Gorr the god Butcher
We’ve been talking a lot about villains here on the Story Fortress, but I thought it was time to give a bad example of a villain for a change. One of the worst recent Marvel villains was Gorr the god Butcher from Thor: Love and Thunder. This movie has some of the worst ratings in MCU history, and though there were countless things wrong with it, the biggest thing was their lack of a solid antagonist. Though he was certainly creepy and well-portrayed by his actor, Marvel made a major mistake with his character along the way.
Gorr’s story starts when his whole family is brutally killed. This poor alien man goes a long journey to find a powerful god and beg him for help. Gorr finds the god, but discovers that he is just a rich tyrant who doesn’t listen to the desperate prayers of his people at all. This spirals Gorr into a path of anger and hatred for all the gods in the universe, and after winning a magical sword from a duel, Gorr determines to kill every single god he can find. To him, if they don’t listen to prayers, they don’t deserve to live.
At this point in the movie, Gorr is a pretty well-written bad guy. He has a personal motivation to kill instead of just a dumb desire to take over the world and he does a lot of creepy, spine-chilling things. His main goal is to unlock a place called Eternity, which will grant him any wish he wants. They missed a few key components to make you deeply hate Gorr, but overall he was doing his normal, villainous job.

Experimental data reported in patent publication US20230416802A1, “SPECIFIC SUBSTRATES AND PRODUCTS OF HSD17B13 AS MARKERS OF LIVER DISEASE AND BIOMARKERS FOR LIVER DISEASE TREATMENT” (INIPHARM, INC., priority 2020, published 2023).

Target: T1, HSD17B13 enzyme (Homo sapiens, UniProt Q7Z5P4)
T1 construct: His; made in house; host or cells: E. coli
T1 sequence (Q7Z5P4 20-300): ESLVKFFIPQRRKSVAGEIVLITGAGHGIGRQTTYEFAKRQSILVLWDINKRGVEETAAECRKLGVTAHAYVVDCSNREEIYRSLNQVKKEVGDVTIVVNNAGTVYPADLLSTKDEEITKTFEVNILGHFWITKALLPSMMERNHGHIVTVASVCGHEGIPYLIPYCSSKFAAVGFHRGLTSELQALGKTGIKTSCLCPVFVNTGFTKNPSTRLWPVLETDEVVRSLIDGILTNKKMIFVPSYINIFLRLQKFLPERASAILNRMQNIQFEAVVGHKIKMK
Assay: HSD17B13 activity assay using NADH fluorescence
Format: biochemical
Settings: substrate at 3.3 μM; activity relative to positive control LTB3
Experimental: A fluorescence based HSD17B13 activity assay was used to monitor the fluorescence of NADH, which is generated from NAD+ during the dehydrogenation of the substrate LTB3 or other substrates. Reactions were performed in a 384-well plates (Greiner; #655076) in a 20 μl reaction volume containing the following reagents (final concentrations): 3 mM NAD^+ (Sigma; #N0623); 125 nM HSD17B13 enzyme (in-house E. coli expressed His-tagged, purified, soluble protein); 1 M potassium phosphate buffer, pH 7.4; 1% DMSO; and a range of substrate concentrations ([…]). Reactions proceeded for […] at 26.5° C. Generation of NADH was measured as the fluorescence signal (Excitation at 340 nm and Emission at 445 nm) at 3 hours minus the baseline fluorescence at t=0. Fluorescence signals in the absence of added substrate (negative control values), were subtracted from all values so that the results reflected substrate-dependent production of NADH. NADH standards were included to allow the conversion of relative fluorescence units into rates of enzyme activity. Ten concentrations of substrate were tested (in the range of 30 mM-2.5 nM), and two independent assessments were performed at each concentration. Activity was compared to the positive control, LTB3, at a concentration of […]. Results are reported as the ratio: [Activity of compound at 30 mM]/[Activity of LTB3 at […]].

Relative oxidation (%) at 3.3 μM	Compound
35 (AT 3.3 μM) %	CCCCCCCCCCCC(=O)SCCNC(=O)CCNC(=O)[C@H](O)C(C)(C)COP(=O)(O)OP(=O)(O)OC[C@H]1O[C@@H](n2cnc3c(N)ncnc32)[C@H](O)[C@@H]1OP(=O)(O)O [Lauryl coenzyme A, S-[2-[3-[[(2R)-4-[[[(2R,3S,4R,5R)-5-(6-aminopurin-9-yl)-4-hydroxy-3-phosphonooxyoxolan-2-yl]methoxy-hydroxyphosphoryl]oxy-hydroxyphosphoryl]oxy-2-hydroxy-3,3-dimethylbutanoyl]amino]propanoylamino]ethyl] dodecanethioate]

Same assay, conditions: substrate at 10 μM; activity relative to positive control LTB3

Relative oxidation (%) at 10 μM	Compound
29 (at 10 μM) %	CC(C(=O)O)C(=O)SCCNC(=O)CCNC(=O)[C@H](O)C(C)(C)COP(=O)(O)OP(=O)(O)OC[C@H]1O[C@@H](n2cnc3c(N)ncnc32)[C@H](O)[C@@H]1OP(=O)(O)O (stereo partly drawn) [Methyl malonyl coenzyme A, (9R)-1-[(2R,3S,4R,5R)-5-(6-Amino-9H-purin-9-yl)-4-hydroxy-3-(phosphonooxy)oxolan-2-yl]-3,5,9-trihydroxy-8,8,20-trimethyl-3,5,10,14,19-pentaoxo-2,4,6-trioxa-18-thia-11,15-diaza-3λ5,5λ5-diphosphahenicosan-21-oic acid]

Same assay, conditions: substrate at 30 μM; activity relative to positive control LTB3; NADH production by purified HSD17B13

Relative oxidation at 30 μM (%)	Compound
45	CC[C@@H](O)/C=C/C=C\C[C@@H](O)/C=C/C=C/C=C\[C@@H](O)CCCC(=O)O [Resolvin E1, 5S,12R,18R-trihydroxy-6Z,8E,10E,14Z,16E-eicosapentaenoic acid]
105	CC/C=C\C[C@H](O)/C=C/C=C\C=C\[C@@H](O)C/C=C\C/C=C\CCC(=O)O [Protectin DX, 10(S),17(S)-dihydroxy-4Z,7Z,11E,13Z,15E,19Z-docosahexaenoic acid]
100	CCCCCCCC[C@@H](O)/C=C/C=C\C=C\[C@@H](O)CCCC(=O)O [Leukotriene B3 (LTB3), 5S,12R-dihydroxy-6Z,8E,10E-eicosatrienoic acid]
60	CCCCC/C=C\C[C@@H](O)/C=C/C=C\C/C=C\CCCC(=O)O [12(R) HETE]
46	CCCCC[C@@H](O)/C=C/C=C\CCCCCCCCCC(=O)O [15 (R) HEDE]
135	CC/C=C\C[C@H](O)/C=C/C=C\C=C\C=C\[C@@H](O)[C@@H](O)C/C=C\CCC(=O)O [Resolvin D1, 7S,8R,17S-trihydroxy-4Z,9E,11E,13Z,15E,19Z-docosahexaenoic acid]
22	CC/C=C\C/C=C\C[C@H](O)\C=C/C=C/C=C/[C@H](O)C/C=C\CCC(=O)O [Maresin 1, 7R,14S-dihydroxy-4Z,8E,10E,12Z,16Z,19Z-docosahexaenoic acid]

But then…at the end of the movie, the writer’s tried to make the viewer feel bad for Gorr. They show that it was really just the evil sword he was holding that was influencing him, and that murdering thousands of others characters was excusable because he was just a poor, misunderstood fellow. Instead of making this a gradual redemption arc, suddenly Gorr was declared to be just as morally right as Thor himself. The ‘development’ was thrust upon the audience, leaving no real evidence or proof that the villain had actually changed. They made the classic mistake of telling but not showing.
You Can’t Rush Character Development (Especially for Your Villain)